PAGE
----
Monday, October 3, 2011

A heath care experiment

Readers know that I live in Quebec -- land of socialized medicine, and that I hold relatively "right wing" market economic views.  Quebec (like all Canadian provinces) runs its own health care system, Quebec is one of the poorer states in the country, our size makes up for the average income -- we stand behind Ontario, British Columbia and Alberta, but just ahead of the Maritimes.  Yet our residents require the best health care system in the world -- but of course since private providers are prohibited by law from operating in the province (one of the most restrictive systems) it makes sense that if you prohibit the provision of private healthcare, that the government takes over this duty.

One problem has been the emergency room crowding, it is easy to wait 12 hours -- don't arrive at the emergency on a Saturday afternoon!!! However, emergencies have been expanded dramatically over the past 15 years, there has been a change in the way residents and interns deal with outpatient follow-up:  20 years ago it was "call me at home", now its "go to the emergency".  Moreover, hospital procedures have also changed.  When I was 17 I had an appendectomy -- mine was an emergency I was in and out of the hospital within a week (very fast).  I actually worked at the hospital where I had my operation -- its strange to be greeted by a nurse that until 24 hours ago was a work colleague (literally).  Moreover, that was my only experience of dealing with the emergency room:  

I waited at home all day -- feeling worse with increasing pain (and no appetite), around 5 pm I took a cab to the hospital, I was greeted by the admittance staff (I had worked at the emergency) who knew me well.  they asked me to walk in the back corridor where a young doctor looked at me (who also knew me) pressed his finger in my abdomen...20 seconds later I was on a stretcher, blood was drawn and medical history was taken by an intern.  By 8 pm I was on the table and had my appendix out, three days later I was out of the hospital, walking like a question mark.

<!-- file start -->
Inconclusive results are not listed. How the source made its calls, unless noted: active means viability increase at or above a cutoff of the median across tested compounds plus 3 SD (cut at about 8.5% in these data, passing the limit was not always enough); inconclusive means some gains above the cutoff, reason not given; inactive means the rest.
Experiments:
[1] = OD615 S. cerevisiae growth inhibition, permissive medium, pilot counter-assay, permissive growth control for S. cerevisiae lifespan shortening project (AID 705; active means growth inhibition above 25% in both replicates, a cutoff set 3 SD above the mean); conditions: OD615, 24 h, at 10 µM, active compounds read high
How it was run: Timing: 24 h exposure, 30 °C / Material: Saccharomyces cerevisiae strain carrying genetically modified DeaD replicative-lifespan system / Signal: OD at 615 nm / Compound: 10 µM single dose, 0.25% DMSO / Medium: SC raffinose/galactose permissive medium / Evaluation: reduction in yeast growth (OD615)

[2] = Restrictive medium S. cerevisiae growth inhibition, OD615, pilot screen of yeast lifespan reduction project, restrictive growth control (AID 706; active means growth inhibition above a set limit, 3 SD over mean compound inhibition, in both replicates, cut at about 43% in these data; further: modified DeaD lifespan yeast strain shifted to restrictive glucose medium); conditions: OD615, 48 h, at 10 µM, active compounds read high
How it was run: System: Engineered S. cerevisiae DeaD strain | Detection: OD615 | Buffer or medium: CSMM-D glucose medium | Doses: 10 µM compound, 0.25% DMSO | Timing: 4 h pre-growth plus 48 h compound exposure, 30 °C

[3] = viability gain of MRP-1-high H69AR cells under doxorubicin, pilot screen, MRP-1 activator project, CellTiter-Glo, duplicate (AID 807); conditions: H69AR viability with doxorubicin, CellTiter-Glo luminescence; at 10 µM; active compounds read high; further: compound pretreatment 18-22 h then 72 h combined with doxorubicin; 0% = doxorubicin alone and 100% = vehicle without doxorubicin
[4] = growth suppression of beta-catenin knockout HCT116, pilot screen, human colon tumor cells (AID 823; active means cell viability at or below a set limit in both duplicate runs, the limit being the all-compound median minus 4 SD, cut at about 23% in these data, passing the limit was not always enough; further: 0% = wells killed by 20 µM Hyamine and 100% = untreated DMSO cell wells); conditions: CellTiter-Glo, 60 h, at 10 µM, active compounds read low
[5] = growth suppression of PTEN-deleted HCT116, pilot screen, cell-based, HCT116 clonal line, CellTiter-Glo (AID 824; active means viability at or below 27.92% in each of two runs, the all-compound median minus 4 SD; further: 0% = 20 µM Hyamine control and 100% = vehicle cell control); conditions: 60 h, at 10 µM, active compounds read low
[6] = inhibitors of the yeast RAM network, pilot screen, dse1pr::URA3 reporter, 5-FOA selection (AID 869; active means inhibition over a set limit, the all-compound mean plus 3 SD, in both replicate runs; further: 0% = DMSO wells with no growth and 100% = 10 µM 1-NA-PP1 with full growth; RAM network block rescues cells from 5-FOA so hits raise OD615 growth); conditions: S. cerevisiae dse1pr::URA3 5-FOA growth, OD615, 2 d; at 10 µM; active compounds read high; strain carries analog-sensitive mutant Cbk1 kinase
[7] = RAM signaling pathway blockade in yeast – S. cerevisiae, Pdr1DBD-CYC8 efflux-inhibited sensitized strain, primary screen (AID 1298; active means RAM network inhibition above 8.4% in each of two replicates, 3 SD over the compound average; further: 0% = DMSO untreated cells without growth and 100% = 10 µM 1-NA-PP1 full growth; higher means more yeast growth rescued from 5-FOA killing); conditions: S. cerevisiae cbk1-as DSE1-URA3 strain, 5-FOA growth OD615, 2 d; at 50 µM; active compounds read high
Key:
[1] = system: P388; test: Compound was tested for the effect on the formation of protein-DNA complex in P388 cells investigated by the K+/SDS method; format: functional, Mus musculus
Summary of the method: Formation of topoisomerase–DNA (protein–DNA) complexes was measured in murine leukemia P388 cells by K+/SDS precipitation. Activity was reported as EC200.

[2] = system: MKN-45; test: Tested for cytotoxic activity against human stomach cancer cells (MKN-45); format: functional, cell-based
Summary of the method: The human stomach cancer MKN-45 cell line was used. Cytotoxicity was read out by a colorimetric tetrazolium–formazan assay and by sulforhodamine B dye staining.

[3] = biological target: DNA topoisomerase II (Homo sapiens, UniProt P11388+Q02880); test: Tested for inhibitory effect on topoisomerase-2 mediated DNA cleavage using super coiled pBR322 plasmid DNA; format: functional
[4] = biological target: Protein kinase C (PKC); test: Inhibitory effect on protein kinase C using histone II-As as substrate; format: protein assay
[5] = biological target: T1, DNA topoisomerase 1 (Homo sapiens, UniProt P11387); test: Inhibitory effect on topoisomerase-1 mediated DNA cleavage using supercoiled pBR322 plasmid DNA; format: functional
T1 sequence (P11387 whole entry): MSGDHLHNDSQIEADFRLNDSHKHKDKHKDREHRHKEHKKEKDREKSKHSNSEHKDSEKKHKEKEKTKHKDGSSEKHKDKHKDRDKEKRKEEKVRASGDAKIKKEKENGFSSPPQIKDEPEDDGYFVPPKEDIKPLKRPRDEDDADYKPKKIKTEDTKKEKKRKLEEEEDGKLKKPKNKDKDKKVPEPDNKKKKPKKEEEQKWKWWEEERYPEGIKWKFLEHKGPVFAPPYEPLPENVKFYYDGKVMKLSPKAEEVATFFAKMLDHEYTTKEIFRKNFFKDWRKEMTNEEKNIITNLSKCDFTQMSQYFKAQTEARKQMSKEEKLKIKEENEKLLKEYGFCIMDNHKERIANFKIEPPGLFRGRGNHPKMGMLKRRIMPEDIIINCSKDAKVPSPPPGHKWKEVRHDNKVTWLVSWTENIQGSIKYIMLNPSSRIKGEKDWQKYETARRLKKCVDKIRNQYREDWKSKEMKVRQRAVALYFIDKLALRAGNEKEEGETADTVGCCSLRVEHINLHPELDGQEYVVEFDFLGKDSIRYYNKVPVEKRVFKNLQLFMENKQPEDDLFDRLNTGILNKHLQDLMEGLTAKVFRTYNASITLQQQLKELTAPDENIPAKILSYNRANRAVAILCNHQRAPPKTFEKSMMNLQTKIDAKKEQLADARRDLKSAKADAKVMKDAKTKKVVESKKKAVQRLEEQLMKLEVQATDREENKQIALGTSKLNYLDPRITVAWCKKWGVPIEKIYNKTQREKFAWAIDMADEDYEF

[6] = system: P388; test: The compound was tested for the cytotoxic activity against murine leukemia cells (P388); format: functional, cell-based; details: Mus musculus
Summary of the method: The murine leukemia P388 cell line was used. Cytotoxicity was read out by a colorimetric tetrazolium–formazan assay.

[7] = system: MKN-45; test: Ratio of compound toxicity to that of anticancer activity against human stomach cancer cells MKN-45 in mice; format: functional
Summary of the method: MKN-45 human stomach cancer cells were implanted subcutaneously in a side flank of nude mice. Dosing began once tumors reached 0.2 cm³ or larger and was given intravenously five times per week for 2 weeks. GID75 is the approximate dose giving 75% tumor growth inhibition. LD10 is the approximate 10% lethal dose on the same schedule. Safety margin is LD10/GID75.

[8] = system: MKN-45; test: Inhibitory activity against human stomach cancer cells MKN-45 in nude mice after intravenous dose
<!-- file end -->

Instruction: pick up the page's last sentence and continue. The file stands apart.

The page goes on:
I have always been a fan of "user fees" as a market method of discouraging "emergency room abusers", amazingly despite the long waiting time, some people will go to the emergency three or four times a week.  A regional hospital in the province decided to look at the problem of "serial abusers", and discovered startling facts, first they are young in their 50s, second the bulk have mental, respiratory cardiac problems or drug problems. These patients accounted for 25% of the emergency room walk-ins, but accounted for 75% of the emergency room resources.

In fact, all these patients have one aspect in common -- these were chronic illness problems.  So the hospital decided to "follow" these patient with a social worker and a doctor that would contact them and make sure that they medication and health was well followed -- total cost $100k per year, a drop int he bucket when you consider that an emergency room bed cost upwards of $500 per hour, and better care for the patients, who have reduced their visit to the emergency room to nothing.

Amazingly, this was not a "market solution"  these patient were not "abusing" the system but were really sick and required closer follow up (but much lower intensity).  Obviously, had these patient had a family doctor this would not have been a problem, but it is an elegant solution that meet these patients needs!  

This episode reminds me of how the U.S. is "not" dealing with its health care problem.  It is well established that the U.S. system is the world's most expensive, and yet produces poor outcome -- quality of life is poorer than in many countries that have cheaper systems.  American doctors operate more than any other doctors.  Not only is the system expensive a large percentage of the population is not covered, before the financial crisis something like 30 - 50 million were not covered.  It has to be worse today since 16% of the population in either unemployed or underemployed... and insurance costs are rising at double digit per year and have done so for a decade or more.  Yet the Americans are unable to look beyond the mantra of the "private sector solutions".  what was done here in Quebec is ground breaking it reduces wait time in emergencies for real problems, and provided adequate care to sufferers of chronic illnesses.


Read it here (in french)

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